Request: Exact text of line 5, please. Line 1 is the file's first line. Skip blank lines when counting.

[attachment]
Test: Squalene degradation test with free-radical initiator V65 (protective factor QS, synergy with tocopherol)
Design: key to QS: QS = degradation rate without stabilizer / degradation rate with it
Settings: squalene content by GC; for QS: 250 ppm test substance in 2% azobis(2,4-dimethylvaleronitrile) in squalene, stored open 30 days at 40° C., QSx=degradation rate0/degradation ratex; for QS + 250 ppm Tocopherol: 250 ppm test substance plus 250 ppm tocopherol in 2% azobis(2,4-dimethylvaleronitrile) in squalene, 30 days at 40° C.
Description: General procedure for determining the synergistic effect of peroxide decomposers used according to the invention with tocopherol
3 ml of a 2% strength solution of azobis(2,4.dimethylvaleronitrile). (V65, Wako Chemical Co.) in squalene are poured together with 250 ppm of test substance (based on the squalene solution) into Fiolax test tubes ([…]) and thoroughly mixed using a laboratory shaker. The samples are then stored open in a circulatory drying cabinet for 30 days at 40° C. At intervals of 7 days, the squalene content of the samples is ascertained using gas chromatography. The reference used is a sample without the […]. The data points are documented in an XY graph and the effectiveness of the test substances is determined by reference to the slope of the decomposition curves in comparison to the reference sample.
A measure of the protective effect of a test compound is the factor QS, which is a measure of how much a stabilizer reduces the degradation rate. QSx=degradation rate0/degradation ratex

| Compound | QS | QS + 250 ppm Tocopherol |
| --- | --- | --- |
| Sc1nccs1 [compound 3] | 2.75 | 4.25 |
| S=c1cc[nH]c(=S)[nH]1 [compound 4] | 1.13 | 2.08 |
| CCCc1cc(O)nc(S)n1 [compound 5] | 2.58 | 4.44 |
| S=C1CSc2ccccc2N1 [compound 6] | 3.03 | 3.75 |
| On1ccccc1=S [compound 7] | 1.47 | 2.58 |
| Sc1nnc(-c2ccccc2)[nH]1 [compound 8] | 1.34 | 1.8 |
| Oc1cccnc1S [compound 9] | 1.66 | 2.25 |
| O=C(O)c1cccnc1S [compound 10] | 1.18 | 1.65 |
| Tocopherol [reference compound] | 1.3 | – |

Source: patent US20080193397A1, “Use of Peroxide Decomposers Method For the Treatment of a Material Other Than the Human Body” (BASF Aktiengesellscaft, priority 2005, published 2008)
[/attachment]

3 ml of a 2% strength solution of azobis(2,4.dimethylvaleronitrile). (V65, Wako Chemical Co.) in squalene are poured together with 250 ppm of test substance (based on the squalene solution) into Fiolax test tubes ([…]) and thoroughly mixed using a laboratory shaker. The samples are then stored open in a circulatory drying cabinet for 30 days at 40° C. At intervals of 7 days, the squalene content of the samples is ascertained using gas chromatography. The reference used is a sample without the […]. The data points are documented in an XY graph and the effectiveness of the test substances is determined by reference to the slope of the decomposition curves in comparison to the reference sample.